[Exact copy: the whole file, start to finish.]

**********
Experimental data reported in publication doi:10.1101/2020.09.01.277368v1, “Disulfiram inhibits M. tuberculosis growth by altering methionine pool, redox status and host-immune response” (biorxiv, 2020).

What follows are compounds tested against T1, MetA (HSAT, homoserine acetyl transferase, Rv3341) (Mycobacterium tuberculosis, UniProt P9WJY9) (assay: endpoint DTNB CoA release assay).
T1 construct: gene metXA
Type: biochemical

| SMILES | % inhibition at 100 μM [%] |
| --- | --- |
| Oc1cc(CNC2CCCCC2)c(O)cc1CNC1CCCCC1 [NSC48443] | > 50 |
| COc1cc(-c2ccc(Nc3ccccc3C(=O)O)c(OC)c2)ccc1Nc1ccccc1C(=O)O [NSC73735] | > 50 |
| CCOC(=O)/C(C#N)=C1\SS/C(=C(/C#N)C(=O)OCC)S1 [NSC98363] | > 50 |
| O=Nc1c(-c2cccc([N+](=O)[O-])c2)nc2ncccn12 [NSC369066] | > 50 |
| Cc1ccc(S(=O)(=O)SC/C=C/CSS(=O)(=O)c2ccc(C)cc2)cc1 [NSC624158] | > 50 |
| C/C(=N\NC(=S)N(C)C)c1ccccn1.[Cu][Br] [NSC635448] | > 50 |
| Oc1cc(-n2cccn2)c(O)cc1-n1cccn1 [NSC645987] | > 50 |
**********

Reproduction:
Experimental data reported in publication doi:10.1101/2020.09.01.277368v1, “Disulfiram inhibits M. tuberculosis growth by altering methionine pool, redox status and host-immune response” (biorxiv, 2020).

What follows are compounds tested against T1, MetA (HSAT, homoserine acetyl transferase, Rv3341) (Mycobacterium tuberculosis, UniProt P9WJY9) (assay: endpoint DTNB CoA release assay).
T1 construct: gene metXA
Type: biochemical

| SMILES | % inhibition at 100 μM [%] |
| --- | --- |
| Oc1cc(CNC2CCCCC2)c(O)cc1CNC1CCCCC1 [NSC48443] | > 50 |
| COc1cc(-c2ccc(Nc3ccccc3C(=O)O)c(OC)c2)ccc1Nc1ccccc1C(=O)O [NSC73735] | > 50 |
| CCOC(=O)/C(C#N)=C1\SS/C(=C(/C#N)C(=O)OCC)S1 [NSC98363] | > 50 |
| O=Nc1c(-c2cccc([N+](=O)[O-])c2)nc2ncccn12 [NSC369066] | > 50 |
| Cc1ccc(S(=O)(=O)SC/C=C/CSS(=O)(=O)c2ccc(C)cc2)cc1 [NSC624158] | > 50 |
| C/C(=N\NC(=S)N(C)C)c1ccccn1.[Cu][Br] [NSC635448] | > 50 |
| Oc1cc(-n2cccn2)c(O)cc1-n1cccn1 [NSC645987] | > 50 |